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Am J Med Genet C Semin Med Genet. 2008 Nov 15;148C(4):252-6. doi: 10.1002/ajmg.c.30185.

Cognitive-behavioral features of children with Wolf-Hirschhorn syndrome: preliminary report of 12 cases.

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1
NYU Colleges of Dentistry and Nursing, New York, NY 10010, USA. gene.fisch@nyu.edu

Abstract

As a subset of genetic abnormalities, subtelomeric deletions have been found in 7-10% of individuals with mental retardation (MR). One subtelomeric deletion, Wolf-Hirschhorn syndrome (WHS), causes mild to severe MR, but the cognitive-behavioral features of individuals with WHS have not been studied systematically. To that end, we administered a comprehensive cognitive-behavioral battery to 12 children with WHS, ages 4-17 years, who also had some expressive language. Using the Stanford-Binet (4th Edition), we found cognitive deficits ranged from mild to severe, with mean IQ = 44.1. Interviewing parents with the Vineland Adaptive Behavior Scales, we found mean adaptive behavior score (DQ) = 37.3, with females exhibiting slightly higher scores than males. Cognitive profiles indicated relative strengths in Verbal and Quantitative Reasoning. Adaptive behavior profiles noted significant relative strengths in the Socialization Domain. These cognitive-behavioral profiles differed from children with other subtelomeric deletion syndromes, 2q37 or 8p23. Attention deficits and hyperactivity (ADHD) were observed in 7/12 (58%) of the children we tested. One child attained a score on the Child Autism Rating Scale (CARS) suggestive of mild autism. We conclude that different genetic disorders, which cause MR, produce diverse cognitive-behavioral profiles. Consequently, cognitive-behavioral profiles of children with MR need to be assessed more comprehensively.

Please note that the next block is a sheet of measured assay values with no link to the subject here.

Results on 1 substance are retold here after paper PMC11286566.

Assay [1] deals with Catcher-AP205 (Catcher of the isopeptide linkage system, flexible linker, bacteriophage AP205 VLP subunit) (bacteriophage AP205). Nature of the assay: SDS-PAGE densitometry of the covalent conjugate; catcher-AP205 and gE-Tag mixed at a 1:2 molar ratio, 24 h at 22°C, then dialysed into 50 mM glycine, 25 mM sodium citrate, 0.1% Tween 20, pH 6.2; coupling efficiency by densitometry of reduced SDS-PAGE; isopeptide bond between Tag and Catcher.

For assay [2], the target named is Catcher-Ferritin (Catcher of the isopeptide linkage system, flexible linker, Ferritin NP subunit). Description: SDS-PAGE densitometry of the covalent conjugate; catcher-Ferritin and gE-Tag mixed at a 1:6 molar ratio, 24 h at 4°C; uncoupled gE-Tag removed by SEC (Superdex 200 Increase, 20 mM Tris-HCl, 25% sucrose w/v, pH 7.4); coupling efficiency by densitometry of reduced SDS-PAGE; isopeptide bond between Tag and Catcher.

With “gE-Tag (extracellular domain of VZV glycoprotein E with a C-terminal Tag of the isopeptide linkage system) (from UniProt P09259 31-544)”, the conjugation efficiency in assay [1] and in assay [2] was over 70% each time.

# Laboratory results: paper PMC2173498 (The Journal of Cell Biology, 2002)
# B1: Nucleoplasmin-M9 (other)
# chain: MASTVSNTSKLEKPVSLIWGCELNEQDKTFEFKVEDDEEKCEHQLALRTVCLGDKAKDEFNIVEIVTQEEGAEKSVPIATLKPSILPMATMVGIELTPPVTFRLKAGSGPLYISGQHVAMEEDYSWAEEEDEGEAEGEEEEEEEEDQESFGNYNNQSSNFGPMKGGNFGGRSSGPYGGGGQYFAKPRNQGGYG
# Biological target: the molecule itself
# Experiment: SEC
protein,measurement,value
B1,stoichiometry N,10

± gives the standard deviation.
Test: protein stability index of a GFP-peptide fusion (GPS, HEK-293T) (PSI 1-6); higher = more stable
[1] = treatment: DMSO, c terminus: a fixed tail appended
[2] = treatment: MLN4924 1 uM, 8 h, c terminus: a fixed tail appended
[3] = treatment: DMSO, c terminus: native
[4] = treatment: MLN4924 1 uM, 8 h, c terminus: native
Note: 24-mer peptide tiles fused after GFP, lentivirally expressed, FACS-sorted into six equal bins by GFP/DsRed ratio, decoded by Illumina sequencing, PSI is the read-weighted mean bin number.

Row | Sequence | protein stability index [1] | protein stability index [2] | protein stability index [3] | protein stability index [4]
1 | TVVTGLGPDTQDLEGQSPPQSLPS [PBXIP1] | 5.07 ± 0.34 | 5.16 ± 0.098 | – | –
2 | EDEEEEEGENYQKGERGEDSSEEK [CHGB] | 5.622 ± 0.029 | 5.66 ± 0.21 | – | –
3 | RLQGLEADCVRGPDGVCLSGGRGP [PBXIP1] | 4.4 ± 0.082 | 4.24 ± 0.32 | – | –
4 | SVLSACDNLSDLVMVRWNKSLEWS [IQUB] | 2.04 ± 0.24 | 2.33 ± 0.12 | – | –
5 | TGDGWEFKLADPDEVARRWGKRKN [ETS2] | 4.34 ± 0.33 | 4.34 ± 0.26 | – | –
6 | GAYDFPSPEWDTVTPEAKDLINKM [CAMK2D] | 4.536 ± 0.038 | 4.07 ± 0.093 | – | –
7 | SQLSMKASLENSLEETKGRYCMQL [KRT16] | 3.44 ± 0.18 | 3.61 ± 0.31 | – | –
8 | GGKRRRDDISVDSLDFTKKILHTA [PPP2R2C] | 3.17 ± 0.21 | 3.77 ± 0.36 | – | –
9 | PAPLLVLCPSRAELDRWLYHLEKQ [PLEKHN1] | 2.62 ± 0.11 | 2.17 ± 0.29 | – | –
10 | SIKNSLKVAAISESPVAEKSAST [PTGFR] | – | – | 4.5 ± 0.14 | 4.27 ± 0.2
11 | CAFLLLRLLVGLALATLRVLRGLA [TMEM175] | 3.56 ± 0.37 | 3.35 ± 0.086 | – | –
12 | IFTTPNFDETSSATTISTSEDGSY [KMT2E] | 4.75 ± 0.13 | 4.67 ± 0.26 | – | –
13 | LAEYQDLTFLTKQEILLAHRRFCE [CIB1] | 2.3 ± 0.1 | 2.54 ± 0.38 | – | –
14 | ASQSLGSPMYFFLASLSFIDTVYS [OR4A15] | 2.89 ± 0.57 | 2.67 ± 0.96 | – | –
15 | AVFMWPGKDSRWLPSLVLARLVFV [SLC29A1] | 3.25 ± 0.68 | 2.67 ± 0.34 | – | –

PMID:
18932225
DOI:
10.1002/ajmg.c.30185
[Indexed for MEDLINE]
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